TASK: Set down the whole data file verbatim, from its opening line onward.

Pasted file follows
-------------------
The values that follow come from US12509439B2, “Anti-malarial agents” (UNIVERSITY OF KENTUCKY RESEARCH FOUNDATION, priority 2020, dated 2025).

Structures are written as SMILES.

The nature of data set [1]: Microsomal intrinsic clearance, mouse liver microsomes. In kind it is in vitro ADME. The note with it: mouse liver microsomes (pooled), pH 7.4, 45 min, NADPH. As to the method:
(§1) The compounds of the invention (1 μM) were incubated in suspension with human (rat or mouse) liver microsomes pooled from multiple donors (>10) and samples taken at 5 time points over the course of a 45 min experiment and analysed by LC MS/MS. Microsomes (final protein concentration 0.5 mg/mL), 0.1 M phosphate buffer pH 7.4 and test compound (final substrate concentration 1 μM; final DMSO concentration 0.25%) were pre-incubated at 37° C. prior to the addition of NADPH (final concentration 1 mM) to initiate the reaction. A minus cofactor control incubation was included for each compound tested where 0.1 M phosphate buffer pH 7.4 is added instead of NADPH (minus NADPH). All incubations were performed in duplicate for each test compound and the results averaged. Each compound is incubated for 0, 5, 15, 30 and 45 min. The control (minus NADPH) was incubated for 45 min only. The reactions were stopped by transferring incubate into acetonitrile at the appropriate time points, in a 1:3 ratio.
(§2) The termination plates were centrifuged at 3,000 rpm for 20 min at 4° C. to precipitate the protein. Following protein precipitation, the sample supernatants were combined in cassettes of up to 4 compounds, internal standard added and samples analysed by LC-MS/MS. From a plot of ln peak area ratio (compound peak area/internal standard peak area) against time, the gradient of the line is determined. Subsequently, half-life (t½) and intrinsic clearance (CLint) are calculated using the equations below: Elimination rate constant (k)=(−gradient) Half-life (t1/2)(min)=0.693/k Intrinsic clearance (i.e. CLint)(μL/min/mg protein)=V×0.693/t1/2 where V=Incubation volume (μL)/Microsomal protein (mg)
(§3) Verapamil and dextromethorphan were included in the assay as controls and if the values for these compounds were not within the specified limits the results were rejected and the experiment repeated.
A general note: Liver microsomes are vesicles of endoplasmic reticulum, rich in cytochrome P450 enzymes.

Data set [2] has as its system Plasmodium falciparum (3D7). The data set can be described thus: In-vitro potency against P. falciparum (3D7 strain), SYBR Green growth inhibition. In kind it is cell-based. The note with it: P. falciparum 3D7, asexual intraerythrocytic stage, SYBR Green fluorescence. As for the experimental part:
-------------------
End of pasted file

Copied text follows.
The values that follow come from US12509439B2, “Anti-malarial agents” (UNIVERSITY OF KENTUCKY RESEARCH FOUNDATION, priority 2020, dated 2025).

Structures are written as SMILES.

The nature of data set [1]: Microsomal intrinsic clearance, mouse liver microsomes. In kind it is in vitro ADME. The note with it: mouse liver microsomes (pooled), pH 7.4, 45 min, NADPH. As to the method:
(§1) The compounds of the invention (1 μM) were incubated in suspension with human (rat or mouse) liver microsomes pooled from multiple donors (>10) and samples taken at 5 time points over the course of a 45 min experiment and analysed by LC MS/MS. Microsomes (final protein concentration 0.5 mg/mL), 0.1 M phosphate buffer pH 7.4 and test compound (final substrate concentration 1 μM; final DMSO concentration 0.25%) were pre-incubated at 37° C. prior to the addition of NADPH (final concentration 1 mM) to initiate the reaction. A minus cofactor control incubation was included for each compound tested where 0.1 M phosphate buffer pH 7.4 is added instead of NADPH (minus NADPH). All incubations were performed in duplicate for each test compound and the results averaged. Each compound is incubated for 0, 5, 15, 30 and 45 min. The control (minus NADPH) was incubated for 45 min only. The reactions were stopped by transferring incubate into acetonitrile at the appropriate time points, in a 1:3 ratio.
(§2) The termination plates were centrifuged at 3,000 rpm for 20 min at 4° C. to precipitate the protein. Following protein precipitation, the sample supernatants were combined in cassettes of up to 4 compounds, internal standard added and samples analysed by LC-MS/MS. From a plot of ln peak area ratio (compound peak area/internal standard peak area) against time, the gradient of the line is determined. Subsequently, half-life (t½) and intrinsic clearance (CLint) are calculated using the equations below: Elimination rate constant (k)=(−gradient) Half-life (t1/2)(min)=0.693/k Intrinsic clearance (i.e. CLint)(μL/min/mg protein)=V×0.693/t1/2 where V=Incubation volume (μL)/Microsomal protein (mg)
(§3) Verapamil and dextromethorphan were included in the assay as controls and if the values for these compounds were not within the specified limits the results were rejected and the experiment repeated.
A general note: Liver microsomes are vesicles of endoplasmic reticulum, rich in cytochrome P450 enzymes.

Data set [2] has as its system Plasmodium falciparum (3D7). The data set can be described thus: In-vitro potency against P. falciparum (3D7 strain), SYBR Green growth inhibition. In kind it is cell-based. The note with it: P. falciparum 3D7, asexual intraerythrocytic stage, SYBR Green fluorescence. As for the experimental part: